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In July 1789, the French Revolution is rumbling. Far from the turmoil, at the Château de Versailles, King Louis XVI, Queen Marie-Antoinette and their courtiers keep on living their usual carefree lives. But when the news of the storming of the Bastille reaches them, panic sets in and most of the aristocrats and their servants desert the sinking ship, leaving the Royal Family practically alone. Which is not the case of Sidonie Laborde, the Queen's reader, a young woman, entirely devoted to her mistress; she will not give her up under any circumstances. What Sidonie does not know yet is that these are the last three days she will spend in the company of her beloved Queen... Written by
In this movie, Diane Kruger speaks French with a German/Austrian accent - which is undoubtedly how the Austrian-born Marie Antoinette would have spoken herself. See more »
On several occasions when soldiers are marching through the main and side gates of Versailles, and also when Sidonie goes to Le Petite Trianon for the first time and falls into a puddle, you can clearly see the very 21st century anti-terrorism concrete security barriers and bollards flanking the gates. See more »
More about seduction, loyalty, and betrayal than social upheaval
Written and directed by Benoît Jacquot and based on the novel by Chantal Thomas, Farewell, My Queen explores the death throes of the French monarchy over a period of three days in July, 1789. Set in the Palace of Versailles at the beginning of the French Revolution, Sidonie (Lea Seydoux), known as the reader for Queen Marie-Antoinette (Diane Kruger), is responsible for selecting books and reading them aloud to the queen. Because of her closeness to the monarch, she is able to act as a spy, securing information about events taking place inside and outside the palace, pressing selected servants for information, and eavesdropping on conversations to gather the most up-to-date gossip to pass along to Marie.
The film is seen from Sidonie's point of view, a vantage point that illuminates the sharp social divisions inside the palace with the servants living in crowded rat-infested quarters, and the royals dwelling in opulent accommodations. Lea Seydoux delivers a powerful performance as the devoted servant of the queen, conveying an air of mystery about who she really is in a way that adds to her allure. Kruger portrays Marie-Antoinette as sensual and hedonistic and there is a hint of more than Platonism in the way she interacts with both Sidonie and the Duchess de Polignac (Virginie Ledoyen), a relationship that tests Sidonie's loyalty.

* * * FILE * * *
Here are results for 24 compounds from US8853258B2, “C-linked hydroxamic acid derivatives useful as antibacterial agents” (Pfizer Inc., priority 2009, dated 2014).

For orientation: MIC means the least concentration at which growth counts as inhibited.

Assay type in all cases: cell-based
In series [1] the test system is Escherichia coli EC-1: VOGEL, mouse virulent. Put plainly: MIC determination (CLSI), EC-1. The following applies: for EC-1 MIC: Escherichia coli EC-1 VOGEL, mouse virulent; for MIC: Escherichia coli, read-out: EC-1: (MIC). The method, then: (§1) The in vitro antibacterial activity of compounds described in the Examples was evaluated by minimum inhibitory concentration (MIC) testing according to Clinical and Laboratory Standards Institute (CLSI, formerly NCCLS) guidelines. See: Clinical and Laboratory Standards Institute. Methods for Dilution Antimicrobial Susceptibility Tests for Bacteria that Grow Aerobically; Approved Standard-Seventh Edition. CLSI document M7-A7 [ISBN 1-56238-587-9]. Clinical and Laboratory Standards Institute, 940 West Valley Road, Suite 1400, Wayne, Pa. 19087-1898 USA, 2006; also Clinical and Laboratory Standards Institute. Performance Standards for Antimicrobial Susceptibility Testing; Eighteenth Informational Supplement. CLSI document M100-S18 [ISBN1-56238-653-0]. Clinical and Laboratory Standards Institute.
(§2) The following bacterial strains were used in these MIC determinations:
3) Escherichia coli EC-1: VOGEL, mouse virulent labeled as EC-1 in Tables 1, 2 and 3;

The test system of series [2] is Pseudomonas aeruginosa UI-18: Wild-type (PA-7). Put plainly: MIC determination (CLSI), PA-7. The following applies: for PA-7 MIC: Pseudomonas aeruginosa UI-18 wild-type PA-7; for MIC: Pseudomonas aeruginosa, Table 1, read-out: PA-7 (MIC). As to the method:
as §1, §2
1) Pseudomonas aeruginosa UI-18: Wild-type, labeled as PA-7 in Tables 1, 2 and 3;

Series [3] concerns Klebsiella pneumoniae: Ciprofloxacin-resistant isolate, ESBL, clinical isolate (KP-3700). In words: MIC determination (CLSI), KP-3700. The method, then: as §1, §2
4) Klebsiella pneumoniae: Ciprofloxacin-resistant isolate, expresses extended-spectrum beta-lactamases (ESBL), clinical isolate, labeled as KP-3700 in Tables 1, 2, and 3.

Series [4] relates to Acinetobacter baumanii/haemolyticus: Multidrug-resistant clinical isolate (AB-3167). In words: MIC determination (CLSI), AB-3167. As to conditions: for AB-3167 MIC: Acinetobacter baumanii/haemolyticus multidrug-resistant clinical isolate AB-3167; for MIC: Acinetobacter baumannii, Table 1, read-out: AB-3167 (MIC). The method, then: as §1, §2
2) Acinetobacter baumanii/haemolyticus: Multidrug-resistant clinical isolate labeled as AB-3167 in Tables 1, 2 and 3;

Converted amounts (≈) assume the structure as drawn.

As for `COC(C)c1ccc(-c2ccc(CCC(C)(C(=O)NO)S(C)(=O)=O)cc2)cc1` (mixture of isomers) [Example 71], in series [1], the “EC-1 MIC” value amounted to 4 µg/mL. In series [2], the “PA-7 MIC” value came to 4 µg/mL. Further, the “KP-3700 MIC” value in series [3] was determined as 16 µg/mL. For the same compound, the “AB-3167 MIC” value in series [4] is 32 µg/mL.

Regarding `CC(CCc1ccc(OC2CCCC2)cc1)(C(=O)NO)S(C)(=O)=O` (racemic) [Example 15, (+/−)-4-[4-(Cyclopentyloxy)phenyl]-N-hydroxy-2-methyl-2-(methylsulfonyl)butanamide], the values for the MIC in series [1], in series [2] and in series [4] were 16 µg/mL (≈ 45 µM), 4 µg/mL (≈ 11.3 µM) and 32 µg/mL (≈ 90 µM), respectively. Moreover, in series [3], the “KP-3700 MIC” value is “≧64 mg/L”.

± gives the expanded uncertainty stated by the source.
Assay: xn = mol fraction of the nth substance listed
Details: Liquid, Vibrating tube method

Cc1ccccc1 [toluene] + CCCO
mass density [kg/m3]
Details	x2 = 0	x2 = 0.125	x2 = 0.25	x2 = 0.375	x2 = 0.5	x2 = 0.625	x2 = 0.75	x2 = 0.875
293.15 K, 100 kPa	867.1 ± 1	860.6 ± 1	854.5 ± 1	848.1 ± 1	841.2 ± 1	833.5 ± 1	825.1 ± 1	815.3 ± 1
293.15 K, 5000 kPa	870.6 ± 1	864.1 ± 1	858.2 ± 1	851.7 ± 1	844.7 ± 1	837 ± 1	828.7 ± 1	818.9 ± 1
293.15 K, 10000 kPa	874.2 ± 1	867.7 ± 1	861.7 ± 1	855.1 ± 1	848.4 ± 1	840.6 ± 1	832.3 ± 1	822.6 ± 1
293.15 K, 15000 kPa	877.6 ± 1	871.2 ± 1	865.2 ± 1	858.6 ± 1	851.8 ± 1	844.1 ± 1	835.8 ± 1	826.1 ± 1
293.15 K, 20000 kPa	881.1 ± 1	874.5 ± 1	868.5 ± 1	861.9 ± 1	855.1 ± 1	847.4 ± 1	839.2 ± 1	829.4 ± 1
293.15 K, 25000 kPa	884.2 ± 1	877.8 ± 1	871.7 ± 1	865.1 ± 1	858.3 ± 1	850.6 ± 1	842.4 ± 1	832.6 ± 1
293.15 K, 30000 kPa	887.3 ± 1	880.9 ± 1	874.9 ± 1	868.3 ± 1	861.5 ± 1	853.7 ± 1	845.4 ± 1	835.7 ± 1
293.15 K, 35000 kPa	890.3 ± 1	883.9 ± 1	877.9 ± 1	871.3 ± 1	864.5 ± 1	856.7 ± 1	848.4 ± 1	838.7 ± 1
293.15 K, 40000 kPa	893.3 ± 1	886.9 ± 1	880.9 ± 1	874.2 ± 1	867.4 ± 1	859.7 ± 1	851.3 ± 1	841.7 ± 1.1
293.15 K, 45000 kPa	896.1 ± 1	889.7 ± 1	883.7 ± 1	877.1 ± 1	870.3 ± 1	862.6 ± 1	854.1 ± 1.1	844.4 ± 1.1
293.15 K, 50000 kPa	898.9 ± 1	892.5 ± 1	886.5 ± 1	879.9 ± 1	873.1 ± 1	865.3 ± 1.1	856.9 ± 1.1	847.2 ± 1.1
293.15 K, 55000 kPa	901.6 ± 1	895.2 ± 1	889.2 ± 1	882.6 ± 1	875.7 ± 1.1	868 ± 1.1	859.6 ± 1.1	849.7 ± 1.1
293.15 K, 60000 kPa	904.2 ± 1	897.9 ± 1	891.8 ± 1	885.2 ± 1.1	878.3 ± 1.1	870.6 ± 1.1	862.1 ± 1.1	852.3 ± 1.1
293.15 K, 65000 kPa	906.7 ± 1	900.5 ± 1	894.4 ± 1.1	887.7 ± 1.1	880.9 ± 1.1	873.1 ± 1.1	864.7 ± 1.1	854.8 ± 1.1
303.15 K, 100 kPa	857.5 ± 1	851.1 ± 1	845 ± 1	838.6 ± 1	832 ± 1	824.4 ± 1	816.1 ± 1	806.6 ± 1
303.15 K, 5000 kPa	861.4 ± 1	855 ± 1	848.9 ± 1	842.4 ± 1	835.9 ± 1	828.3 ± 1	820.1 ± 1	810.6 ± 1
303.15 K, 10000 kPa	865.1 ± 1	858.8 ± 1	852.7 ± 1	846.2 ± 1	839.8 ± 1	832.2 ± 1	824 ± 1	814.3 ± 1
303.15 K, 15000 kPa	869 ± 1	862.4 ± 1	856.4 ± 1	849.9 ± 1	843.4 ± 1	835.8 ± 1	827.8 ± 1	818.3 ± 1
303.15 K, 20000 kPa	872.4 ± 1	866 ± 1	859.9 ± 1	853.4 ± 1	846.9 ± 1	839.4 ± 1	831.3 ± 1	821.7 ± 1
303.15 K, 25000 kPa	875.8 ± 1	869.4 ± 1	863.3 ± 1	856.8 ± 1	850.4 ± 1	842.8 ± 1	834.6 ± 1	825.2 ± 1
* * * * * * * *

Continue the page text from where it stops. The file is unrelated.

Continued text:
On the morning of July 15th, news spreads rapidly that the king had been awakened at two in the morning. No one knows the reason, but fear spreads throughout the court. If the king is ill, who will protect those totally dependent on the nobles who control their lives? It is soon revealed, however, that the king is not ill, but that a mob has stormed the Bastille and a revolt has begun against the aristocracy. Little information is available. Rumors abound based only on conversations whispered in the hallways and the servant's quarters. When the King travels to Paris and the Queen decides against an escape to Metz, an aura of inevitably descends on the Palace and the nobles begin to abandon ship, competing for places on the coaches seeking a safe haven.
Antoinette makes every effort to continue with business as usual, looking at magazines to admire new styles and colors for the coming season, paying scant attention to the fact that her name is number one in a list of 300 targets for the guillotine. Fearful of losing her only connection to the world, Sidonie is willing to risk the ultimate sacrifice if it is in the queen's best interest. Even though Farewell, My Queen is historically questionable and may hold us at arms length emotionally, it provides a fresh view of events that we know about only from history books or stuffy costume dramas.
Jacquot captures the authenticity of time and place and also the human side of the power struggle. Unfortunately, the film pays little attention to the issues that led to the revolt, never mentioning the abuse of power by the monarchy. Indeed, the Revolution serves only as a backdrop for the story which is more about seduction, loyalty, and betrayal than social upheaval. Rather than making a statement that is relevant for our times, the intricacies of sexual intrigue and love triangles dominate the film, titillating rather than persuading, and making the goings on difficult to care about.
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